Since our platform relies on statuses returned from Mesos\Kubernetes, we make false assumptions about the state of the task, which arises unknown to us issues and shows a wrong behaviour of the platform. We never wanted to have an unexpected behaviour, did we?

What best practices say about PID 1 case?

Node.js was not designed to run as PID 1, which leads to an unexpected behaviour when running inside of Docker. For example, a Node.js process running as PID 1 will not respond to SIGINT (CTRL-C) and similar signals. (source)


Imagine you have an app written in NodeJS which is doing some job as a daemon on Mesos\Kubernetes, waiting for the signal to kill it.

You have listeners for SIGTERM and you can close all the connections that the daemon uses on SIGTERM. The daemon would then notify with the exit code 0 that everything is ok.

Only in this particular case, it would not. The NodeJS app is not even able to understand that someone wants to close it, so it just continues to work, waiting for SIGKILL signal to come and make a massacre.

What is the explanation from UNIX perspective?

I found a great explanation in this article.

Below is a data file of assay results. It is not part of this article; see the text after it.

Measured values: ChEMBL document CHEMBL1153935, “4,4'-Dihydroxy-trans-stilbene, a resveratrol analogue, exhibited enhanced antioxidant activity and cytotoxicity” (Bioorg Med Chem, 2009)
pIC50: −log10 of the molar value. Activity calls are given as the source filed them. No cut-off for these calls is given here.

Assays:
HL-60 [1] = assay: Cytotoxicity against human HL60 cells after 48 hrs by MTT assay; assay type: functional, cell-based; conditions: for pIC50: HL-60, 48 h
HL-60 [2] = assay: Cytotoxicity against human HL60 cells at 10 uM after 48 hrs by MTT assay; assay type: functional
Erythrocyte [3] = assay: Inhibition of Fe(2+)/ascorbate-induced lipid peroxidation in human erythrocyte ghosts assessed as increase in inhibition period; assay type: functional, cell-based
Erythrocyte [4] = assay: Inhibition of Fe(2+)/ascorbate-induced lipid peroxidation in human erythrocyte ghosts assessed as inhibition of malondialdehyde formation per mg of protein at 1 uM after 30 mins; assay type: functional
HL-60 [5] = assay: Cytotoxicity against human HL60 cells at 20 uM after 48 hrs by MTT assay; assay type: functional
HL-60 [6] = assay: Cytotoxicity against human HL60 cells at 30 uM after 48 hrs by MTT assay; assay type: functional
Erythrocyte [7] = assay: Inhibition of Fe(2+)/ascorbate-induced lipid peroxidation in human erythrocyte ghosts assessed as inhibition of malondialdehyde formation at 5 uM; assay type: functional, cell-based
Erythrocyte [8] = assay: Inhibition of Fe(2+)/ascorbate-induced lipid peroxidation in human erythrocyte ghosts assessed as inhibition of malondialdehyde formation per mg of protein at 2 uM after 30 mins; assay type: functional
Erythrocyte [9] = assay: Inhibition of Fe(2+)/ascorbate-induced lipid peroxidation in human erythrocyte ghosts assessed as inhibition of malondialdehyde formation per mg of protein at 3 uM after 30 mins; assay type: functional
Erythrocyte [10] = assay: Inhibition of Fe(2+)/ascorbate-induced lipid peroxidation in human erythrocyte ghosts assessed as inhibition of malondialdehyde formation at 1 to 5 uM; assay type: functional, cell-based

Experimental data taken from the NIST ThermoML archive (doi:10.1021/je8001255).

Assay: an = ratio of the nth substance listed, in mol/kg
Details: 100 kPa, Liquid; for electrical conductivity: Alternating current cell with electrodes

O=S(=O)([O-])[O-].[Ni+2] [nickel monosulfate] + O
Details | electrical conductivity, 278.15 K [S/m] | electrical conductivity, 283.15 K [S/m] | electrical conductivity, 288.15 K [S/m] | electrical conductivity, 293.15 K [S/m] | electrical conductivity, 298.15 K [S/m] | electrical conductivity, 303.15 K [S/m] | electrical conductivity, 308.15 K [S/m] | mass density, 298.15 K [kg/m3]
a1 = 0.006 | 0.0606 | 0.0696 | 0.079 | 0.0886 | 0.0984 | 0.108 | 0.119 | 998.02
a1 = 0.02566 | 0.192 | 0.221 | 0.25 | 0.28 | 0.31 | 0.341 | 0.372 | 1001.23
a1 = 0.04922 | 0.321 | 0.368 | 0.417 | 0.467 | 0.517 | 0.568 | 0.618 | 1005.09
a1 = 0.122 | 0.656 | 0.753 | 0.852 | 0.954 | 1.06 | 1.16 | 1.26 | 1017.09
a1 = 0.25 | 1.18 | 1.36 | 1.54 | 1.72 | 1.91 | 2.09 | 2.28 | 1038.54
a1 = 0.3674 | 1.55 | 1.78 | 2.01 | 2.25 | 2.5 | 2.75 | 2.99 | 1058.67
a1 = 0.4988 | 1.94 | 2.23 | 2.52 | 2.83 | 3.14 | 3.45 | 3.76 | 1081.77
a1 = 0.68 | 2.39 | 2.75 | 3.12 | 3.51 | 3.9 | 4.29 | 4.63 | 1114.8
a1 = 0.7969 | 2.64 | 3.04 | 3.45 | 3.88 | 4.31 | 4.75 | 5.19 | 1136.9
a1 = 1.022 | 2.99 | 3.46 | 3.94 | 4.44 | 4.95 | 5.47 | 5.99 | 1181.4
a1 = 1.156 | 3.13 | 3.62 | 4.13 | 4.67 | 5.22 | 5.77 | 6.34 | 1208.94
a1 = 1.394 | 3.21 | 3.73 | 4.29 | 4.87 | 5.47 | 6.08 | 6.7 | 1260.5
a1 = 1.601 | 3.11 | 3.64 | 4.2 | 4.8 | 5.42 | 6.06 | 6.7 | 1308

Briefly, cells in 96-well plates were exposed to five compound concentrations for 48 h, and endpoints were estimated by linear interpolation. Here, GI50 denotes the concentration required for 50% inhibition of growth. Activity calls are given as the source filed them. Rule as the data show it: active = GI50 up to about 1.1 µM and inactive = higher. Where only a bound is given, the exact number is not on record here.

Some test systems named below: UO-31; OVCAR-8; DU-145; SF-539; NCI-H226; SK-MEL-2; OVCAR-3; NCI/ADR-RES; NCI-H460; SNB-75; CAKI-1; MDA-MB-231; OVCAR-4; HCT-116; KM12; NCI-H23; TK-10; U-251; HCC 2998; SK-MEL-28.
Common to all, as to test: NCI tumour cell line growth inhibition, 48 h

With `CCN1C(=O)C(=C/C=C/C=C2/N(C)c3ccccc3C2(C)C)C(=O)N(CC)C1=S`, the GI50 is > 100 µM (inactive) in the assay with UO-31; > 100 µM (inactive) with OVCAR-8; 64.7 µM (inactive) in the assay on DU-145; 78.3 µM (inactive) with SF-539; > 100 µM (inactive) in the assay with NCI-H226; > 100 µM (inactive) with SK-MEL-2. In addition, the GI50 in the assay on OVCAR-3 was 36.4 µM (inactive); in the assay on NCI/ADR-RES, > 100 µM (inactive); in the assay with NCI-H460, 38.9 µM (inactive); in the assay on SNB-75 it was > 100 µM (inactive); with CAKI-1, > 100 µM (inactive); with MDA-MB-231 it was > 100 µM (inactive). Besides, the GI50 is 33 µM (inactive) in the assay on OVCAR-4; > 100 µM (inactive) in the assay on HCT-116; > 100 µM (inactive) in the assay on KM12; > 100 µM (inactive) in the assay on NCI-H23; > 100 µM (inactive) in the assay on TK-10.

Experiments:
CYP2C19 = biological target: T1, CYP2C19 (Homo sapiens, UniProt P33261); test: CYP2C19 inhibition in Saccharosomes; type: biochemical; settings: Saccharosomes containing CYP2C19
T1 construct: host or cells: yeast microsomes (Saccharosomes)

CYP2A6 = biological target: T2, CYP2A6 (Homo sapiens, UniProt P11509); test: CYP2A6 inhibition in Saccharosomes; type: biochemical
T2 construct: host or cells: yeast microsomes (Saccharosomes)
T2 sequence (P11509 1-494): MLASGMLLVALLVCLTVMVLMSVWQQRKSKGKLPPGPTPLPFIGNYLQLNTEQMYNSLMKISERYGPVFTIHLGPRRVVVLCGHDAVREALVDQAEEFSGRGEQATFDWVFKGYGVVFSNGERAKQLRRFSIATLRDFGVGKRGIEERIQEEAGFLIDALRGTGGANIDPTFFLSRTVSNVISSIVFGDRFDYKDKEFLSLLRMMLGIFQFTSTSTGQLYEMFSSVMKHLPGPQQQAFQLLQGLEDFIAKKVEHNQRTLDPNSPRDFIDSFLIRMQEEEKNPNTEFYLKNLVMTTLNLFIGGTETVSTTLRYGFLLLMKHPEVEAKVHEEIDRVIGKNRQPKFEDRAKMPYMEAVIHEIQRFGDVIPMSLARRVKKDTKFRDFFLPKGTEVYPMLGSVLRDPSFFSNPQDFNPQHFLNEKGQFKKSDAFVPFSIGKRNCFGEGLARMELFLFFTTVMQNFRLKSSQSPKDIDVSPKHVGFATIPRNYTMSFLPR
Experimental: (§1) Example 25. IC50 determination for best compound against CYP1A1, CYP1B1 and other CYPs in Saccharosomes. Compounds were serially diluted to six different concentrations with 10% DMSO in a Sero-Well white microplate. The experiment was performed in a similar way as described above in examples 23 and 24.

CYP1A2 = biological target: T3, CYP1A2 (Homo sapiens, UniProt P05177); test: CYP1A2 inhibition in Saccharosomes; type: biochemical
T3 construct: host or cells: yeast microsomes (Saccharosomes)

But there is a special case. Suppose the parent process terminates, either intentionally (because the program logic has determined that it should exit), or caused by a user action (e.g. the user killed the process). What happens then to its children? They no longer have a parent process, so they become “orphaned” (this is the actual technical term).

And this is where the init process kicks in. The init process — PID 1 — has a special task. Its task is to “adopt” orphaned child processes (again, this is the actual technical term). This means that the init process becomes the parent of such processes, even though those processes were never created directly by the init process.

And, of course, NodeJS is not designed to be the init system. So, this means that any of our applications must be run under some init process, which will spawn our app under itself or will become a parent of such process in the future.